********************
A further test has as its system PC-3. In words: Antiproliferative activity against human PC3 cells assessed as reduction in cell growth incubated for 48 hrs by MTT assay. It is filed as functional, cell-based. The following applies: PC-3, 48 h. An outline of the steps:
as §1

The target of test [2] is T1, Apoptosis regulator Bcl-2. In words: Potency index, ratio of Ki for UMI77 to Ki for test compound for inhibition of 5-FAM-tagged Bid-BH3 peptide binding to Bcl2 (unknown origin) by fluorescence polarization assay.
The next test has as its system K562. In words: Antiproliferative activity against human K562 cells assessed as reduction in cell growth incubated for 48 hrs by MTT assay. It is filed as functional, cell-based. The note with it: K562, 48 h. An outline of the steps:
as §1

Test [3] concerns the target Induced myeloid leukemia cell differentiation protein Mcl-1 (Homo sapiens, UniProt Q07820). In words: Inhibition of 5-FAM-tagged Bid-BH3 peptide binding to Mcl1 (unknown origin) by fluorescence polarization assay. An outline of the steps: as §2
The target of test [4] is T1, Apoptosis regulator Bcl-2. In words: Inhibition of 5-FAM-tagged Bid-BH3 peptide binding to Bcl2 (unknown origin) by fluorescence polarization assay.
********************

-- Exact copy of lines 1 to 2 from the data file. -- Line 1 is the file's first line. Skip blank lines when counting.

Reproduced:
A further test has as its system PC-3. In words: Antiproliferative activity against human PC3 cells assessed as reduction in cell growth incubated for 48 hrs by MTT assay. It is filed as functional, cell-based. The following applies: PC-3, 48 h. An outline of the steps:
as §1